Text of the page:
Two Clemson University scientists who are prominent members of the global agricultural research community will play key roles in a new Feed the Future laboratory focused on tackling the global challenges of climate change, poverty and food security. Stephen Kresovich, the Robert and Lois Coker Trustees Endowed Chair of Genetics in Clemson’s plant and environmental sciences department, has been named director of the laboratory, and Dil Thavarajah, Clemson associate professor of pulse crop quality and nutrition, will co-lead the lab’s trait analysis team.
CLEMSON, South Carolina — Clemson University College of Science professor Hong Luo has received a $500,000 grant from the U.S. Department of Agriculture National Institute of Food and Agriculture to develop genetically improved and more robust turfgrass and switchgrass. These perennial plants represent a multibillion-dollar segment of the U.S. agricultural economy. Covering millions of acres […]
Peanut farming plays a significant role in the South Carolina economy. The state is one of the largest peanut producing states in the US –– and is projected to produce over 217 million pounds by the end of the growing year. Disease can have a devastating impact on peanut productivity and disease management is one […]
The Clemson University Sustainable Agriculture Program and Clemson Cooperative Extension Service are conducting a conference, Building Soil Health: Principles, Practices and Profitability, on Oct. 28 in Clemson’s Madren Conference Center
Want to learn how to manage what’s pestering your plants? Clemson experts are holding an Integrated Pest Management Symposium to teach landscapers and everyone else interested in learning disease and insect management strategies for landscapes and nurseries. The symposium is set for Oct. 24 at the Canon Centre, 204 Cannon St., Greer, S.C. 29651.Cost is […]
CLEMSON — Climate change and soil degradation are presenting unprecedented challenges to food productivity by placing significant stress on crop roots. In response, plant scientists are researching and developing new theories on the role of roots in healthy crops in an attempt to meet the food demands of a world population that is expected to […]
Clemson University researchers are armed with close to $7 million to design protocols for managing invasive guava root-knot nematodes. This nematode is considered to be one of the most damaging in the world because of its wide host range, aggressiveness and ability to overcome the resistance that has been developed against root-knot nematodes in many crops.
Clemson University Horticulture undergraduate students did not let the end of the school year deter them from continuing to learn and gain experience in the field. Many participated in summer internships which broadened their horizons and provided hands-on opportunities to explore potential careers through experiential learning. Through their involvement in programs across the U.S. and […]
CLEMSON – Clemson University researchers have found kale grown following organic cover crops has more nutrients and produces higher yields. Results of this study could prove profitable for South Carolina farmers as organic farming becomes more popular in the United States in response to consumer preferences. The researchers, led by Clemson associate professor of pulse […]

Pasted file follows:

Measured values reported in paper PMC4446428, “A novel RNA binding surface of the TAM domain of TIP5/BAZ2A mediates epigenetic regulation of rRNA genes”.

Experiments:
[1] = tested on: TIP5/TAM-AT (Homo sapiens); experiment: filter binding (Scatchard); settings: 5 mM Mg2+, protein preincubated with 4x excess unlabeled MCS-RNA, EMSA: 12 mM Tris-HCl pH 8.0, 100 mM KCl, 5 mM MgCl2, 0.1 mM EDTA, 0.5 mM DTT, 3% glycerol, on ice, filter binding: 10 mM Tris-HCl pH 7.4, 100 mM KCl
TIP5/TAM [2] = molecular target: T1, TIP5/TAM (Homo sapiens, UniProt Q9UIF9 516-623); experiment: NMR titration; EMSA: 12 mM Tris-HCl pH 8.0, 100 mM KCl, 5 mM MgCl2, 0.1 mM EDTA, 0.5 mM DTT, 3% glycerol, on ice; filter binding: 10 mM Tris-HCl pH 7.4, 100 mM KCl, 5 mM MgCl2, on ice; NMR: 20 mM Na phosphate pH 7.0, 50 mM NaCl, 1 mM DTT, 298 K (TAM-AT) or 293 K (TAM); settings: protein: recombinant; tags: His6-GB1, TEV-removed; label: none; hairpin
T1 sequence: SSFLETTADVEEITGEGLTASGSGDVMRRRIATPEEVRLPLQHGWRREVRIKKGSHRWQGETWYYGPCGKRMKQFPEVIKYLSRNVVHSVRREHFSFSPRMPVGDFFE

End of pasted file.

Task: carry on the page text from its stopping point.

Clemson University’s main campus covers some 17,000 acres, but the Tiger paw also adorns dozens of satellite campuses and research centers placed across the entire expanse of South Carolina. One of those orange dots on the map is the Plant and Pest Diagnostic Clinic in Pendleton, which is where you’ll find diagnostician and manager Meg […]
Texanna Miller, a junior Plant and Environmental Sciences major, won third place in the undergraduate poster competition at the 2019 American Society of Horticultural Science Conference. The conference was held in Las Vegas and brought together hundreds of horticulture researchers, scientists and students to cultivate ideas and share new techniques. The five-day event featured technical […]
CLEMSON — Every impactful industry has influential leaders. Tech or retail, manufacturing or finance, service or hospitality, all require nimble, networked, principled visionaries. These individuals are people at the top of their games, who are passionate about shaping the future of their industries. Now, Clemson University has created a program to help identify and cultivate […]
The College of Agriculture, Forestry, and Life Sciences (CAFLS) is currently accepting applications for funding for the 2019-2020 CAFLS Undergraduate Research Initiative. Applications are open to individual undergraduate students working under the mentorship of a CAFLS faculty member, and those chosen will receive $500 for their mentors to use for research expenses. Jean Bertrand, associate […]
The highest peaks of the Appalachian Mountains are home to many animal species found nowhere else on Earth. These species include many tiny arthropods, such as insects, millipedes and their relatives living in leaf litter of forests located in high elevations on the mountains. Research in these mountain communities has revealed many new species in recent years, but the full scope of their diversity remains unclear. In an effort to discover and protect these unique species, Clemson University entomology professor Michael Caterino plans to collect and document as many arthropods as he can from the mountains.
BLACKVILLE – Most watermelons produced in South Carolina are seedless, but how are they produced if they don’t make any seed? By seed, of course. The process of growing seedless watermelons was explained to about 300 people who attended the 2019 Clemson Watermelon Field Day at the Clemson Edisto Research and Education Center (REC) by Clemson […]